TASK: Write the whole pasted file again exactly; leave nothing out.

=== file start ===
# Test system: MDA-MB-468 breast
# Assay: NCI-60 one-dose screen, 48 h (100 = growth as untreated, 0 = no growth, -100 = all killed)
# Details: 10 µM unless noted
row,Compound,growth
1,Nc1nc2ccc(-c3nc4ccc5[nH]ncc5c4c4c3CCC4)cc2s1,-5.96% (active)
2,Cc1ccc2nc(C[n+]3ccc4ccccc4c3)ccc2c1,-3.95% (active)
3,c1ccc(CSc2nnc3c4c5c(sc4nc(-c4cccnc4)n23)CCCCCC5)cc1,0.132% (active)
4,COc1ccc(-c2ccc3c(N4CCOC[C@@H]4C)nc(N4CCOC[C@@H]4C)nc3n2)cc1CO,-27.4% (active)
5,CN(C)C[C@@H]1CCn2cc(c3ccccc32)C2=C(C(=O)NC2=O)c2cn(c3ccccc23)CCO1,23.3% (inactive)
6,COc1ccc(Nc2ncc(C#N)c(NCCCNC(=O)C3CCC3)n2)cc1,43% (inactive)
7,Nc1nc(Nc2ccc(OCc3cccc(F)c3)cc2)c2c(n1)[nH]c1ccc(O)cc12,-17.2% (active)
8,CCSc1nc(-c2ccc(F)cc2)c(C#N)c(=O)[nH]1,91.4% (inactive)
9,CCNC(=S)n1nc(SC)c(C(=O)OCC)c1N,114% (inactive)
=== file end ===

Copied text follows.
# Test system: MDA-MB-468 breast
# Assay: NCI-60 one-dose screen, 48 h (100 = growth as untreated, 0 = no growth, -100 = all killed)
# Details: 10 µM unless noted
row,Compound,growth
1,Nc1nc2ccc(-c3nc4ccc5[nH]ncc5c4c4c3CCC4)cc2s1,-5.96% (active)
2,Cc1ccc2nc(C[n+]3ccc4ccccc4c3)ccc2c1,-3.95% (active)
3,c1ccc(CSc2nnc3c4c5c(sc4nc(-c4cccnc4)n23)CCCCCC5)cc1,0.132% (active)
4,COc1ccc(-c2ccc3c(N4CCOC[C@@H]4C)nc(N4CCOC[C@@H]4C)nc3n2)cc1CO,-27.4% (active)
5,CN(C)C[C@@H]1CCn2cc(c3ccccc32)C2=C(C(=O)NC2=O)c2cn(c3ccccc23)CCO1,23.3% (inactive)
6,COc1ccc(Nc2ncc(C#N)c(NCCCNC(=O)C3CCC3)n2)cc1,43% (inactive)
7,Nc1nc(Nc2ccc(OCc3cccc(F)c3)cc2)c2c(n1)[nH]c1ccc(O)cc12,-17.2% (active)
8,CCSc1nc(-c2ccc(F)cc2)c(C#N)c(=O)[nH]1,91.4% (inactive)
9,CCNC(=S)n1nc(SC)c(C(=O)OCC)c1N,114% (inactive)